should work well enough in most ray casting situations—for the roots when D ≥ 0 are:
                                                  −b − D
                                          t0 =
                                                  −b + D
                                          t1 =
Since a > 0 in this context, these two roots satisfy t0 ≤ t1 . (We get a double root t0 = t1 when D = 0, which
corresponds geometrically to the line being tangent to the sphere, instead of piercing it in two separate

       Our final test is to check the sign of these roots. The line enters the sphere at t0 , and exits at t1 . If
t0 ≥ 0 this is part of the ray, and is the first intersection with the sphere; otherwise if t1 ≥ 0 then the ray
began inside the sphere and this provides the first and only intersection. If both roots are negative, finally,
the sphere is behind the ray and there are no intersections.

3   The Ray-Triangle Test

We finally turn to triangles, which are the easiest case for rasterization but turn out to be rather more
tricky for ray casting. The main problem is that triangles have no simple implicit form, which is what we
have used so far in testing for intersections.

       To make life tractable, we’ll split the test into two stages. In the first stage we test if the ray intersects
the infinite plane containing the triangle; if it does, we test in the second stage if the plane intersection
point is inside the triangle or not.

       We already know how to intersect rays with planes: to do the first stage we just need to determine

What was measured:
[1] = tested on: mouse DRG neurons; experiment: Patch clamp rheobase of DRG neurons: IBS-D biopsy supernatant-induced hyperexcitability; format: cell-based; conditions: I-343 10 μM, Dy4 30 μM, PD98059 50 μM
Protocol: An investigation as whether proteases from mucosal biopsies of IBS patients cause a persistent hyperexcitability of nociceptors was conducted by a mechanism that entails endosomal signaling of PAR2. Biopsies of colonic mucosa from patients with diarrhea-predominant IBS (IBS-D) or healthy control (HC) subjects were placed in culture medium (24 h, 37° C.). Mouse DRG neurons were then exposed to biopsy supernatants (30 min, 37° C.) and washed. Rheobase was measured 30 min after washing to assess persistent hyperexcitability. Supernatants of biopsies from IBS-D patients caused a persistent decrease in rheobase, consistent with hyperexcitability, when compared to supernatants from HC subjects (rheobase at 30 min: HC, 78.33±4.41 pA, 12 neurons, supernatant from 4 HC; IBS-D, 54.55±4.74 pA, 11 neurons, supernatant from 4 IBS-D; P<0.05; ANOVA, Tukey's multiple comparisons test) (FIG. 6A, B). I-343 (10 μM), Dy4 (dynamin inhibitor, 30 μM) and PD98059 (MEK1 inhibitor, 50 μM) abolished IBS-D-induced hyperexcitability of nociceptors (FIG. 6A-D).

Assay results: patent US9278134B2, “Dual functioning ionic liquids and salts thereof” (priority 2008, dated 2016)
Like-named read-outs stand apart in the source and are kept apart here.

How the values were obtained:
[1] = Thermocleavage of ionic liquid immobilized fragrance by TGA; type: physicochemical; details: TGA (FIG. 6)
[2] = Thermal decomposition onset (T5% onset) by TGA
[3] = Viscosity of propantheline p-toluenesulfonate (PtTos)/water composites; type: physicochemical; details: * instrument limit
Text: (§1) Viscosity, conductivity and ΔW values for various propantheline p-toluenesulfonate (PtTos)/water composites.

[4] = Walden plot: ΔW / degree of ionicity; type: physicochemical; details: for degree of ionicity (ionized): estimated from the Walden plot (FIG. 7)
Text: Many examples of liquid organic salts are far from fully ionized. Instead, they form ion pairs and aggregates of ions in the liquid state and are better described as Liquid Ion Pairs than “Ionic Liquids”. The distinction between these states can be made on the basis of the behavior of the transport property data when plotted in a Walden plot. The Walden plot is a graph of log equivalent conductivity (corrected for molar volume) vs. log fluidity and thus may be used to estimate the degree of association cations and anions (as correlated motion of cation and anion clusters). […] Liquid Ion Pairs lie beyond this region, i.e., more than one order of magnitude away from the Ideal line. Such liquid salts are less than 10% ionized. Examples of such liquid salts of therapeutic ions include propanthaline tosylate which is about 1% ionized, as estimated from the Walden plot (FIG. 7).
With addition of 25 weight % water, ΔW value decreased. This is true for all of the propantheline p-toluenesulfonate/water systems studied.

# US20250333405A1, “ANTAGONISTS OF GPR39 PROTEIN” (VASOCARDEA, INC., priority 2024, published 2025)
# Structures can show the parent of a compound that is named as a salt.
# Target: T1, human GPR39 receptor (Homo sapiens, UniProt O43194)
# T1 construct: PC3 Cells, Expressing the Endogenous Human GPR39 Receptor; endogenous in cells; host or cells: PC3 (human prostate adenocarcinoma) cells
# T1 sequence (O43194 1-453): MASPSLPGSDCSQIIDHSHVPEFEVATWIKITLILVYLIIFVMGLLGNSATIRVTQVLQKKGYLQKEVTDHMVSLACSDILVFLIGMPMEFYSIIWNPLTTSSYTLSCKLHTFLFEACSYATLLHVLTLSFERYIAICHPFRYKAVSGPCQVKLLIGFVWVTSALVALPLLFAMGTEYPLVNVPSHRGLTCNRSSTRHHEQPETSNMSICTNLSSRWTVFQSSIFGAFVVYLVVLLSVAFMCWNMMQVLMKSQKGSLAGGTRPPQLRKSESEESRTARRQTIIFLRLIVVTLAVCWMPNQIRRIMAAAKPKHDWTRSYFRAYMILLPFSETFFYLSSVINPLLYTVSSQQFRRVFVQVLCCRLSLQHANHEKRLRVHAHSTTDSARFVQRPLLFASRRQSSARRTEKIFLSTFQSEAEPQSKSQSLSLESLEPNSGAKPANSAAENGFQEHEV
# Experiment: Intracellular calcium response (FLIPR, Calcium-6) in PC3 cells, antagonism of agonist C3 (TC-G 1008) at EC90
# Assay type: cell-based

a point p in the plane of the triangle, and a vector n orthogonal to the plane. Say the triangle’s vertices are
x0 , x1 , and x2 . We can obviously choose any of these points for p; let’s arbitrarily choose p = x0 . To get a
vector orthogonal to the triangle, we can use the cross-product of two of its edges, remembering that it’s
not critical this vector be unit-length:

                                           n = (x1 − x0 ) × (x2 − x0 )

Using these to describe the plane, we can check the ray for intersection; if there is one, we save the
parameter value t of the intersection point and proceed to stage two.

       The traditional approach to stage two (which we’ll take, since it’s also conceptually the simplest)
begins by calculating the coordinates of the intersection point, x = o + td. We’ve figured out in the past
how to test if a 2D point is inside a 2D triangle; here we have a 3D point versus a 3D triangle which isn’t
quite the same, but we can reduce it to the 2D case by projecting the point and triangles along one axis.
For example, we could just throw out the z coordinates, projecting everything onto the xy plane. Then
we evaluate edge functions as before, and check if they all have the same sign or not; as an added bonus
this can give us the barycentric coordinates for just a little extra work.

       Picking the axis to project along (i.e. the coordinate to throw out to get to 2D) can’t be arbitrary.
For example, if the triangle is parallel to the z axis, then its projection onto the xz plane is a degenerate
line segment. Drawing this out, you should be able to see immediately that even if the intersection point